|Ocracoke Update: Life without a highway
| January 31, 2008
Beach detour adds time to daily commute to work on the ferry
By JAMIE TUNNELL
of the benefits of living in a village that is just three square miles
is the commute. A National Public Radio study showed that Americans
commute an average of 25 minutes, which adds up to almost nine full
days a year behind the wheel.
The average commute for most residents on Ocracoke is fewer than
five minutes, even on the busiest day of July, whether you drive, walk,
Tourists often ask if there are many commuters who work off the
island. Commuting to Swan Quarter or Cedar Island just isn’t
practical with the 2.5-hour ferry ride one way. Commuting to Hatteras
though is not such a far-fetched idea. There have been residents who
have worked at Cape Hatteras School as well as island children who have
been enrolled there.
Pam Midgett has worked for the North Carolina Department of
Transportation’s Ferry Division for 28 years. She currently works
as an office assistant for the ferry maintenance and dredge operations
- in Hatteras. She has been commuting to Hatteras regularly for the
last four years. Her 20-minute drive to the Hatteras ferry has been
extended to about 30 to 40 minutes, which includes the beach detour.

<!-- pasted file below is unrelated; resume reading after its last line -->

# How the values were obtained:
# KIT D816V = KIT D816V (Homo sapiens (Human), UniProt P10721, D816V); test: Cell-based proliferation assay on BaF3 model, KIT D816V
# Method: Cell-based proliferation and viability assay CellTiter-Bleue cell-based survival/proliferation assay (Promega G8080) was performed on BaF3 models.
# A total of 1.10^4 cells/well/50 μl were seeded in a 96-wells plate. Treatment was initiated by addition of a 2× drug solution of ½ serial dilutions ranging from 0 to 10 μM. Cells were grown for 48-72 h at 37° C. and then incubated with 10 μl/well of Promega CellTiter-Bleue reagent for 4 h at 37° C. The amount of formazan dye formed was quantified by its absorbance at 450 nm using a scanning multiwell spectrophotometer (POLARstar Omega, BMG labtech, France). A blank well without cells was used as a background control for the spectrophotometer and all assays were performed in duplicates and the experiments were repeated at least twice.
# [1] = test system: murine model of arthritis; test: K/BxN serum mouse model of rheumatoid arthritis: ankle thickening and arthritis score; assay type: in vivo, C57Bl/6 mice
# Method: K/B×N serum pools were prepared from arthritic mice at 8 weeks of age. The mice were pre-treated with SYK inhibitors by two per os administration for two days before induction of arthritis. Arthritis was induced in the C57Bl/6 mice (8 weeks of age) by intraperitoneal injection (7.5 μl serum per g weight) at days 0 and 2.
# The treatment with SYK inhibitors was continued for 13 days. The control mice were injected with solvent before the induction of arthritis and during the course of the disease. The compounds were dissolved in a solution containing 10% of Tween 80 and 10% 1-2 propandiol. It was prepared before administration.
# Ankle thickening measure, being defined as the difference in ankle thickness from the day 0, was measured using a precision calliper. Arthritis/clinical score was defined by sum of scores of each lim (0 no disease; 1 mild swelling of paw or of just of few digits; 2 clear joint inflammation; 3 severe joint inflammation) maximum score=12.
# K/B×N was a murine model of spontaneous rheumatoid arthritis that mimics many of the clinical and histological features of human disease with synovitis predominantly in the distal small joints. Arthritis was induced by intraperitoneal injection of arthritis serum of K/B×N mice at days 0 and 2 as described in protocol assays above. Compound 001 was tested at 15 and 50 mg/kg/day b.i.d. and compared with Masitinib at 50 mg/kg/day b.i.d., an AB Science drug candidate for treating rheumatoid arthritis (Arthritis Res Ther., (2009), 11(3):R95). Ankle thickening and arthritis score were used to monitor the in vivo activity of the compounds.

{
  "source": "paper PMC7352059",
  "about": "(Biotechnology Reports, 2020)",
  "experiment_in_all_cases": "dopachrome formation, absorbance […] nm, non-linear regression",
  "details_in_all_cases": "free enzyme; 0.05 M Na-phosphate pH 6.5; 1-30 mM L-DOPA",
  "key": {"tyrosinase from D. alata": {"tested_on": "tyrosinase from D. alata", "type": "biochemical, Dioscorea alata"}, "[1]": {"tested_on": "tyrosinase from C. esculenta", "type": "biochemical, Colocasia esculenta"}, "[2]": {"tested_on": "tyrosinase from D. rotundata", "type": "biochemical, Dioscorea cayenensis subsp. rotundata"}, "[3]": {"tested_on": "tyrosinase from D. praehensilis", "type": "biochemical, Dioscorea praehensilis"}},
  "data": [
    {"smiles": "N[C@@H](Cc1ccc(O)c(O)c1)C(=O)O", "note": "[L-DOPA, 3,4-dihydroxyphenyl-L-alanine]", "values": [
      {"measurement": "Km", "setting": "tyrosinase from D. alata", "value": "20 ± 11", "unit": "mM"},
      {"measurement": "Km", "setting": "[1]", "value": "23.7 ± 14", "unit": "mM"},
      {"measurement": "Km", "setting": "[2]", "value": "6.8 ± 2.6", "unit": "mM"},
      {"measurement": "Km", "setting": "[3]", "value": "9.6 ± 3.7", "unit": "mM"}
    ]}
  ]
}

That’s in addition to the 40-minute ferry ride across the inlet
and the short walk over to her office. Then the process repeats in
reverse each afternoon.
“At first, I was really nervous about driving on the beach
because I really have never driven out there,” said Midgett, who
has lived on Ocracoke for 16 years and grew up in Hatteras. “But
it’s not been bad at all.”
With her first few trips, when the beach detour first started, she said
that the ramps weren’t very well-marked. But after a few test
runs, she was fine.
“The whole project was so well-planned,” said Midgett.
She said that it is definitely easier driving in the daylight and a much smoother ride if you can drive down by the water.
Laughing, she said, “I definitely have prayed about it.
I’ve been safe so far and I always see Jarvis Williams out
Jarvis Williams of Cape Point Exxon in Buxton is working under contract
to DOT during the beach detour to tow vehicles that get stuck out of
the sand at no cost to the drivers.
Coming from the other side every day is Heather Oden, a nurse at the
Ocracoke Health Center. She commutes from Hatteras, Monday through
“I catch the 7 a.m. ferry over from Hatteras, which is what
I’ve always done,” said Oden. “I just arrive at the
Health Center a little later, around 8:20.”
She has had problems coming over because of limited space on the ferry.
“There have been two mornings that I was bumped because of some
big trucks coming over,” said Oden. “Luckily, they ran a
ferry at 8 a.m.”
Oden arrives home a little later than usual.
“On most days, I catch the 6 p.m. ferry back to Hatteras, instead
of the 5 p.m.,” she said. During the beach detour project, the
Hatteras ferry schedule runs limited hours, leaving Hatteras on the odd
hours and Ocracoke on the even hours.
Like Midgett, Oden was nervous about driving on the beach but quickly fell into the routine.
“I really thought it would be harder,” said Oden. “I
always see Jarvis and feel pretty comfortable taking the detour. Plus,
who else can say they have to drive on the beach to get to work?”